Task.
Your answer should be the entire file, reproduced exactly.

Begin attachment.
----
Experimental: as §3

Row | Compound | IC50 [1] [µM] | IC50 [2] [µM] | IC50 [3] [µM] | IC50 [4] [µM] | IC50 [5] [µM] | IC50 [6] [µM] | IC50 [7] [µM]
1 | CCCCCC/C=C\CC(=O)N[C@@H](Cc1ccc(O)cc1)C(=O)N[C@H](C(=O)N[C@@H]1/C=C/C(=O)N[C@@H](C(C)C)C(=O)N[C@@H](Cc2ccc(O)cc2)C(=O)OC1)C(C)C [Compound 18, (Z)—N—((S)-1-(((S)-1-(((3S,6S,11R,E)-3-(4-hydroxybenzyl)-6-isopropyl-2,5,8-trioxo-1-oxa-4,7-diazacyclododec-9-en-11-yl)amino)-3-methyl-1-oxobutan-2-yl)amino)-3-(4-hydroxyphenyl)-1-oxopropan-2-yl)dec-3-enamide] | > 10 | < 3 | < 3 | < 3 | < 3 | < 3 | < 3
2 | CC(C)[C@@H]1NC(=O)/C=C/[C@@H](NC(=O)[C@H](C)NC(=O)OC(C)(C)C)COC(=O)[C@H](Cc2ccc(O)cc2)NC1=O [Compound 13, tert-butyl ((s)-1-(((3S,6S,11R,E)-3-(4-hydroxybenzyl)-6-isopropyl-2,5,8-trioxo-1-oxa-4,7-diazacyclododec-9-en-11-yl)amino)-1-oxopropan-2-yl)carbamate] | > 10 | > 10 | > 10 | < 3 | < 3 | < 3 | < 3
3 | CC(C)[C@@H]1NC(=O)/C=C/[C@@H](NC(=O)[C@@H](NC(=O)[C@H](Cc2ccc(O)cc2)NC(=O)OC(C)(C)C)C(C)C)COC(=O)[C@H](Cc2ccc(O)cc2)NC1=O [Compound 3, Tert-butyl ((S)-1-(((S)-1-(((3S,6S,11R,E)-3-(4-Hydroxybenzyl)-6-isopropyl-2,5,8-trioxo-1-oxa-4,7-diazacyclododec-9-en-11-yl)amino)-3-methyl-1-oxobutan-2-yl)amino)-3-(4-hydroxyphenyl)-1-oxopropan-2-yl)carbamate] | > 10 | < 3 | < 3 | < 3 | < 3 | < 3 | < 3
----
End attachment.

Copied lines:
Experimental: as §3

Row | Compound | IC50 [1] [µM] | IC50 [2] [µM] | IC50 [3] [µM] | IC50 [4] [µM] | IC50 [5] [µM] | IC50 [6] [µM] | IC50 [7] [µM]
1 | CCCCCC/C=C\CC(=O)N[C@@H](Cc1ccc(O)cc1)C(=O)N[C@H](C(=O)N[C@@H]1/C=C/C(=O)N[C@@H](C(C)C)C(=O)N[C@@H](Cc2ccc(O)cc2)C(=O)OC1)C(C)C [Compound 18, (Z)—N—((S)-1-(((S)-1-(((3S,6S,11R,E)-3-(4-hydroxybenzyl)-6-isopropyl-2,5,8-trioxo-1-oxa-4,7-diazacyclododec-9-en-11-yl)amino)-3-methyl-1-oxobutan-2-yl)amino)-3-(4-hydroxyphenyl)-1-oxopropan-2-yl)dec-3-enamide] | > 10 | < 3 | < 3 | < 3 | < 3 | < 3 | < 3
2 | CC(C)[C@@H]1NC(=O)/C=C/[C@@H](NC(=O)[C@H](C)NC(=O)OC(C)(C)C)COC(=O)[C@H](Cc2ccc(O)cc2)NC1=O [Compound 13, tert-butyl ((s)-1-(((3S,6S,11R,E)-3-(4-hydroxybenzyl)-6-isopropyl-2,5,8-trioxo-1-oxa-4,7-diazacyclododec-9-en-11-yl)amino)-1-oxopropan-2-yl)carbamate] | > 10 | > 10 | > 10 | < 3 | < 3 | < 3 | < 3
3 | CC(C)[C@@H]1NC(=O)/C=C/[C@@H](NC(=O)[C@@H](NC(=O)[C@H](Cc2ccc(O)cc2)NC(=O)OC(C)(C)C)C(C)C)COC(=O)[C@H](Cc2ccc(O)cc2)NC1=O [Compound 3, Tert-butyl ((S)-1-(((S)-1-(((3S,6S,11R,E)-3-(4-Hydroxybenzyl)-6-isopropyl-2,5,8-trioxo-1-oxa-4,7-diazacyclododec-9-en-11-yl)amino)-3-methyl-1-oxobutan-2-yl)amino)-3-(4-hydroxyphenyl)-1-oxopropan-2-yl)carbamate] | > 10 | < 3 | < 3 | < 3 | < 3 | < 3 | < 3